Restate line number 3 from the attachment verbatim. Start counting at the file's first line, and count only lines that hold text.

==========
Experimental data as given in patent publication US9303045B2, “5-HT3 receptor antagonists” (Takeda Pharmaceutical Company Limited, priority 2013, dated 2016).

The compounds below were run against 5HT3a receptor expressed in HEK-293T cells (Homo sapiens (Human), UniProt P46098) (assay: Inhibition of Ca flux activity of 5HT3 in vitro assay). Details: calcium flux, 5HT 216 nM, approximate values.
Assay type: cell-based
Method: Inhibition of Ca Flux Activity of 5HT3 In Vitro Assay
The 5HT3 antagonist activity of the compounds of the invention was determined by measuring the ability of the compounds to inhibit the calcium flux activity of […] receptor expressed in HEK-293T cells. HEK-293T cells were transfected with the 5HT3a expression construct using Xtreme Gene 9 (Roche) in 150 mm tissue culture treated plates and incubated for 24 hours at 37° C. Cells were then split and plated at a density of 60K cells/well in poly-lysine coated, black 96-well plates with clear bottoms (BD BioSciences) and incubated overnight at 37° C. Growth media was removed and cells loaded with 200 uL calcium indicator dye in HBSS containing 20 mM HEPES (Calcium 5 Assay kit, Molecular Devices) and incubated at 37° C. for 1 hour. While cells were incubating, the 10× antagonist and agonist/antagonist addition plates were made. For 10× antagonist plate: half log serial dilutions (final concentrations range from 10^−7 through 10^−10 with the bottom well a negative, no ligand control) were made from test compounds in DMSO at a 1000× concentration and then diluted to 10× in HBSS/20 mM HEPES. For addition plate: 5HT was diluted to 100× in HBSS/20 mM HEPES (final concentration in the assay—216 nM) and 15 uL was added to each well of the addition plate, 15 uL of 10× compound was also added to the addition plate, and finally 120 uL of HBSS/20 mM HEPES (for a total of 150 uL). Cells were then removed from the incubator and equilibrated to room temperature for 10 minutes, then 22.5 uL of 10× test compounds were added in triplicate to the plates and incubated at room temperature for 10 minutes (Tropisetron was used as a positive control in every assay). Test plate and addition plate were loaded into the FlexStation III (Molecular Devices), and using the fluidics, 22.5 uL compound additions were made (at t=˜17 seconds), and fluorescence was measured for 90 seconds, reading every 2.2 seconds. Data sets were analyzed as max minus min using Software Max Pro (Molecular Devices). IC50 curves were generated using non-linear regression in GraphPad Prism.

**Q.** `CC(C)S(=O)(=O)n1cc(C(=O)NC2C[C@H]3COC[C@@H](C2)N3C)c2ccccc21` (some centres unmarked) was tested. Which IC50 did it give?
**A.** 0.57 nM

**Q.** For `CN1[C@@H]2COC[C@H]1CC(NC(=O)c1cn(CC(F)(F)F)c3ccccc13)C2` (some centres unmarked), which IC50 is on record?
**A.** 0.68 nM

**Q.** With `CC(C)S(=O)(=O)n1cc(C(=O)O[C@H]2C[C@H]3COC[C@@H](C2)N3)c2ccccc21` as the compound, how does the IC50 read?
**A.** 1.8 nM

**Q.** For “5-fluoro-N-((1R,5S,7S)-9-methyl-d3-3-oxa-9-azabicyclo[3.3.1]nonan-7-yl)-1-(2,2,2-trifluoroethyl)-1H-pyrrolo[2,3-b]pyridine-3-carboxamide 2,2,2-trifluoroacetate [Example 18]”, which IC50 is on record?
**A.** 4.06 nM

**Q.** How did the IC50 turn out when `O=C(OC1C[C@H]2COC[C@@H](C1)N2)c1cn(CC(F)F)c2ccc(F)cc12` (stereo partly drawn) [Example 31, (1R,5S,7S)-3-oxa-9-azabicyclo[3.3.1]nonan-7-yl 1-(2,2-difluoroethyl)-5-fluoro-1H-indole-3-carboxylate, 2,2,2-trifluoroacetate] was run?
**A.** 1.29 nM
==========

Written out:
Assay type: cell-based